There are different types of depression. Events in your life cause some, and chemical changes in your brain cause others. Symptoms can range from relatively minor (but still disabling) through to very severe, so it is helpful to be aware of the range of conditions and their specific symptoms. Like any mental disorder, depression is best diagnosed by a mental health professional, such as a psychologist or psychiatrist, who has specific experience and training in making an accurate diagnosis.
Major Depressive Disorder:
The most commonly diagnosed form of depression is Major Depressive Disorder, which is characterized by a depressed mood for more than two weeks, among other symptoms. The depressed mood affects all facets of the person’s life, including work, home life, relationships and friendships. A person with this kind of depression often finds it difficult to do much of anything or get motivated, so even going to seek treatment for this condition can be challenging.
Someone with bipolar disorder, which used to be called “manic depression,” has mood episodes that range from extremes of high energy with an “up” mood to low “depressive” periods.
When you’re in the low phase, you’ll have the symptoms of major depression.
Another type of depression is called Dysthymia. Dysthymia is similar to Major Depressive Disorder, but the symptoms occur over a much longer period of time – more than 2 years. This is considered a chronic form of depression, and treatment can be challenging as an individual with Dysthymia has often already tried all manner of treatment. Individuals diagnosed with this condition can also suffer from occasional bouts of Major Depressive Disorder.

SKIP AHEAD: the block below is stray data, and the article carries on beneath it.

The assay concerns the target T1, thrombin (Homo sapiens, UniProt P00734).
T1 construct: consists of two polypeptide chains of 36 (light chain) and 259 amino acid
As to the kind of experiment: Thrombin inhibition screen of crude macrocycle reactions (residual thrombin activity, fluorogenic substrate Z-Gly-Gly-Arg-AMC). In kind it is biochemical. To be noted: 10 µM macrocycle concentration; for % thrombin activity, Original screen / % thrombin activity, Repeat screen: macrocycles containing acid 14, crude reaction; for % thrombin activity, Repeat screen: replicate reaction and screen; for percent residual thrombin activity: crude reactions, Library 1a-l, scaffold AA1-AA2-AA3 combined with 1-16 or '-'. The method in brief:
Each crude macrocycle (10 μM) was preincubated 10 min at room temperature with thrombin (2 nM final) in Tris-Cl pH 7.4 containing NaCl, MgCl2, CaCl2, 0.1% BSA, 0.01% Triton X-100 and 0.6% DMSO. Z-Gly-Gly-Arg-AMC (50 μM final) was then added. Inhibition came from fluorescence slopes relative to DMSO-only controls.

Seasonal Affective Disorder (SAD)
Seasonal affective disorder is a period of major depression that most often happens during the winter months, when the days grow short and you get less and less sunlight. People with SAD are more likely to experience lack of energy, sleep too much, overeat, gain weight and crave for carbohydrates. SAD is very rare in Australia and more likely to be found in countries with shorter days and longer periods of darkness, such as in the cold climate areas of the Northern Hemisphere.
People with psychotic depression have the symptoms of major depression along with “psychotic” symptoms, such as:
- Hallucinations (seeing or hearing things that aren’t there)
- Delusions (false beliefs)
- Paranoia (wrongly believing that others are trying to harm you)
Women who have major depression in the weeks and months after childbirth may have postpartum depression. It is critical to identify this danger and treat it early. During pregnancy, the amount of two female hormones, estrogen and progesterone, in a woman’s body increases greatly. In the first 24 hours after childbirth, the amount of these hormones rapidly drops back down to their normal non-pregnant levels. Researchers think the fast change in hormone levels may lead to depression, just as smaller changes in hormones can affect a woman’s moods before she gets her menstrual period.
This type is different than the persistent sadness of typical depression. If you have atypical depression, a positive event can temporarily improve your mood.
Other symptoms of atypical depression include:
- Increased appetite
- Sleeping more than usual
- Feeling of heaviness in your arms and legs
- Oversensitive to criticism